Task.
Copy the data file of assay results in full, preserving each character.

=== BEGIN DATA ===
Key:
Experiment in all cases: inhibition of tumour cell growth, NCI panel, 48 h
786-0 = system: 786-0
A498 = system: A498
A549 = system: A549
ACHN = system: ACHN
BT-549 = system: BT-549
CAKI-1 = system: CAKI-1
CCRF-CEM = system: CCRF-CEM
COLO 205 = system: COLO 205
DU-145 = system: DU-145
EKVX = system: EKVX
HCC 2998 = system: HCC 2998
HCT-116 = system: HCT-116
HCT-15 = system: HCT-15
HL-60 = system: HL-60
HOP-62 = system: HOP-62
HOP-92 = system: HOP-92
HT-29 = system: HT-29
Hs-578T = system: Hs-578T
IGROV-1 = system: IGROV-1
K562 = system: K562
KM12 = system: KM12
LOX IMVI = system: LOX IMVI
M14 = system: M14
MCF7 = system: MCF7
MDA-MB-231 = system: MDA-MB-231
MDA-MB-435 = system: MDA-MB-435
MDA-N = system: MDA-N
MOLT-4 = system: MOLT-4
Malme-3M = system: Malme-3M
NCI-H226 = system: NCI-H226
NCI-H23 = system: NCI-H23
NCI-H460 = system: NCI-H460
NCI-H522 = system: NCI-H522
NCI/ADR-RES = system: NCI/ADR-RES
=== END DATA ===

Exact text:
Key:
Experiment in all cases: inhibition of tumour cell growth, NCI panel, 48 h
786-0 = system: 786-0
A498 = system: A498
A549 = system: A549
ACHN = system: ACHN
BT-549 = system: BT-549
CAKI-1 = system: CAKI-1
CCRF-CEM = system: CCRF-CEM
COLO 205 = system: COLO 205
DU-145 = system: DU-145
EKVX = system: EKVX
HCC 2998 = system: HCC 2998
HCT-116 = system: HCT-116
HCT-15 = system: HCT-15
HL-60 = system: HL-60
HOP-62 = system: HOP-62
HOP-92 = system: HOP-92
HT-29 = system: HT-29
Hs-578T = system: Hs-578T
IGROV-1 = system: IGROV-1
K562 = system: K562
KM12 = system: KM12
LOX IMVI = system: LOX IMVI
M14 = system: M14
MCF7 = system: MCF7
MDA-MB-231 = system: MDA-MB-231
MDA-MB-435 = system: MDA-MB-435
MDA-N = system: MDA-N
MOLT-4 = system: MOLT-4
Malme-3M = system: Malme-3M
NCI-H226 = system: NCI-H226
NCI-H23 = system: NCI-H23
NCI-H460 = system: NCI-H460
NCI-H522 = system: NCI-H522
NCI/ADR-RES = system: NCI/ADR-RES